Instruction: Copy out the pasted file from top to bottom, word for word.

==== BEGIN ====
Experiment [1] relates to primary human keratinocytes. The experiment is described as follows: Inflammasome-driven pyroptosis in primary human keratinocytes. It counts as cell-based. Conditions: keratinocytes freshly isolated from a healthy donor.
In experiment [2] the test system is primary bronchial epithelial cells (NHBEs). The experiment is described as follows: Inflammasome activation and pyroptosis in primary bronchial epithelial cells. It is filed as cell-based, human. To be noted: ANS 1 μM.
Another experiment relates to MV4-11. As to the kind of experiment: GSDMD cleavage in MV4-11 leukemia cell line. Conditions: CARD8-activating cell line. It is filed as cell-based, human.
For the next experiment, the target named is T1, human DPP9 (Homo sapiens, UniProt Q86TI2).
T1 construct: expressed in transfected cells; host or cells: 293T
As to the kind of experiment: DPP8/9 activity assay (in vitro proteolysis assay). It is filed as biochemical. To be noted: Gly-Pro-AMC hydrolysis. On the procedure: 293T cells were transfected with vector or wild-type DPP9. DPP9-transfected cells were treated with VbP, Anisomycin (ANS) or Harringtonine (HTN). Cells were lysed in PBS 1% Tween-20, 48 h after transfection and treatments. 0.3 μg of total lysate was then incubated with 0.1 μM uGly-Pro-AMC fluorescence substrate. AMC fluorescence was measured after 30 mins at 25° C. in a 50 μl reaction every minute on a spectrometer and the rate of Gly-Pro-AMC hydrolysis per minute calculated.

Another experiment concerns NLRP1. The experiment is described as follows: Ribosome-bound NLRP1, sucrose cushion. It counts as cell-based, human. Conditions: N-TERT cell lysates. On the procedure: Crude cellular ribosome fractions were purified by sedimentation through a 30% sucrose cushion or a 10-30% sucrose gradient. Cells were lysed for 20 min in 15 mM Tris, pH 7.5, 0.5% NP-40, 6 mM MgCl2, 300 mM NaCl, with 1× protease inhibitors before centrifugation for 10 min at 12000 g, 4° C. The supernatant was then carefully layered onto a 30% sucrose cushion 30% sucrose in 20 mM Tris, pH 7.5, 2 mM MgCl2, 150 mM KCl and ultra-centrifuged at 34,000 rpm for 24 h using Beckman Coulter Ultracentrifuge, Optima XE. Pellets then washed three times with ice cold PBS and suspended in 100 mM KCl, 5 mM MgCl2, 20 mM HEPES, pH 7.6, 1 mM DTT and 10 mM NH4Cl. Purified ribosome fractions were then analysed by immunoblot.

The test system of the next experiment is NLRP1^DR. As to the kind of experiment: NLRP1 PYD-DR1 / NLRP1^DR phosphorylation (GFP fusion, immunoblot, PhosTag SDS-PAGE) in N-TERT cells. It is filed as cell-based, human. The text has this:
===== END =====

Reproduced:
Experiment [1] relates to primary human keratinocytes. The experiment is described as follows: Inflammasome-driven pyroptosis in primary human keratinocytes. It counts as cell-based. Conditions: keratinocytes freshly isolated from a healthy donor.
In experiment [2] the test system is primary bronchial epithelial cells (NHBEs). The experiment is described as follows: Inflammasome activation and pyroptosis in primary bronchial epithelial cells. It is filed as cell-based, human. To be noted: ANS 1 μM.
Another experiment relates to MV4-11. As to the kind of experiment: GSDMD cleavage in MV4-11 leukemia cell line. Conditions: CARD8-activating cell line. It is filed as cell-based, human.
For the next experiment, the target named is T1, human DPP9 (Homo sapiens, UniProt Q86TI2).
T1 construct: expressed in transfected cells; host or cells: 293T
As to the kind of experiment: DPP8/9 activity assay (in vitro proteolysis assay). It is filed as biochemical. To be noted: Gly-Pro-AMC hydrolysis. On the procedure: 293T cells were transfected with vector or wild-type DPP9. DPP9-transfected cells were treated with VbP, Anisomycin (ANS) or Harringtonine (HTN). Cells were lysed in PBS 1% Tween-20, 48 h after transfection and treatments. 0.3 μg of total lysate was then incubated with 0.1 μM uGly-Pro-AMC fluorescence substrate. AMC fluorescence was measured after 30 mins at 25° C. in a 50 μl reaction every minute on a spectrometer and the rate of Gly-Pro-AMC hydrolysis per minute calculated.

Another experiment concerns NLRP1. The experiment is described as follows: Ribosome-bound NLRP1, sucrose cushion. It counts as cell-based, human. Conditions: N-TERT cell lysates. On the procedure: Crude cellular ribosome fractions were purified by sedimentation through a 30% sucrose cushion or a 10-30% sucrose gradient. Cells were lysed for 20 min in 15 mM Tris, pH 7.5, 0.5% NP-40, 6 mM MgCl2, 300 mM NaCl, with 1× protease inhibitors before centrifugation for 10 min at 12000 g, 4° C. The supernatant was then carefully layered onto a 30% sucrose cushion 30% sucrose in 20 mM Tris, pH 7.5, 2 mM MgCl2, 150 mM KCl and ultra-centrifuged at 34,000 rpm for 24 h using Beckman Coulter Ultracentrifuge, Optima XE. Pellets then washed three times with ice cold PBS and suspended in 100 mM KCl, 5 mM MgCl2, 20 mM HEPES, pH 7.6, 1 mM DTT and 10 mM NH4Cl. Purified ribosome fractions were then analysed by immunoblot.

The test system of the next experiment is NLRP1^DR. As to the kind of experiment: NLRP1 PYD-DR1 / NLRP1^DR phosphorylation (GFP fusion, immunoblot, PhosTag SDS-PAGE) in N-TERT cells. It is filed as cell-based, human. The text has this: